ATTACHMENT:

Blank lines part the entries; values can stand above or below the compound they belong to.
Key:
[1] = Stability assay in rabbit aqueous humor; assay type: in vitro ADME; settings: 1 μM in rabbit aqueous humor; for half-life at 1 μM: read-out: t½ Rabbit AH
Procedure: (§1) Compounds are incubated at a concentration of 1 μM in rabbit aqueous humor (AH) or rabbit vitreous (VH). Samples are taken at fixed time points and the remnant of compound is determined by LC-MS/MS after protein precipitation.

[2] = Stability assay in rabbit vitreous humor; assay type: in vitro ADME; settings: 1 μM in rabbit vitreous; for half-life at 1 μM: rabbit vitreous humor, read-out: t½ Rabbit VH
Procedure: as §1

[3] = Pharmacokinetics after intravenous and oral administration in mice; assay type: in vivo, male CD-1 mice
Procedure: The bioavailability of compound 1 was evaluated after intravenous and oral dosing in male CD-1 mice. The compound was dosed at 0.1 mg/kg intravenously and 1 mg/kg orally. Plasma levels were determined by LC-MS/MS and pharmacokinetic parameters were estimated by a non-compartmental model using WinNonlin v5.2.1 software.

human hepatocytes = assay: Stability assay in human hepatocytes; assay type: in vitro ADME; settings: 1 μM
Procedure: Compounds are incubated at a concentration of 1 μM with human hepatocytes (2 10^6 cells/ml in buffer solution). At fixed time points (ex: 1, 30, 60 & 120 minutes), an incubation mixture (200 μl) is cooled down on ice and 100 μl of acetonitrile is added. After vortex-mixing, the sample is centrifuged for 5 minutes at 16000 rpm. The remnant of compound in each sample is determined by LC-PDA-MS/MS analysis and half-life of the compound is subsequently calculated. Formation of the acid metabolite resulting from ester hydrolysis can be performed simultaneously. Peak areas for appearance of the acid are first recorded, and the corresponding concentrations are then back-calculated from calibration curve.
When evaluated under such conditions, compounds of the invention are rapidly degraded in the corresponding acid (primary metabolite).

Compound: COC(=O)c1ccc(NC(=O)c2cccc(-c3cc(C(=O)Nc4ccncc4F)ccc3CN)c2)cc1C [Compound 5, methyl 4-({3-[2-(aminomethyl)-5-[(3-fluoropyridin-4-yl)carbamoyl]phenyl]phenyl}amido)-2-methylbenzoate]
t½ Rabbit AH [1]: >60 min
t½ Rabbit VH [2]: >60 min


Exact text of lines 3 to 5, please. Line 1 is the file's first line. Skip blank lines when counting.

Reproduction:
[1] = Stability assay in rabbit aqueous humor; assay type: in vitro ADME; settings: 1 μM in rabbit aqueous humor; for half-life at 1 μM: read-out: t½ Rabbit AH
Procedure: (§1) Compounds are incubated at a concentration of 1 μM in rabbit aqueous humor (AH) or rabbit vitreous (VH). Samples are taken at fixed time points and the remnant of compound is determined by LC-MS/MS after protein precipitation.

[2] = Stability assay in rabbit vitreous humor; assay type: in vitro ADME; settings: 1 μM in rabbit vitreous; for half-life at 1 μM: rabbit vitreous humor, read-out: t½ Rabbit VH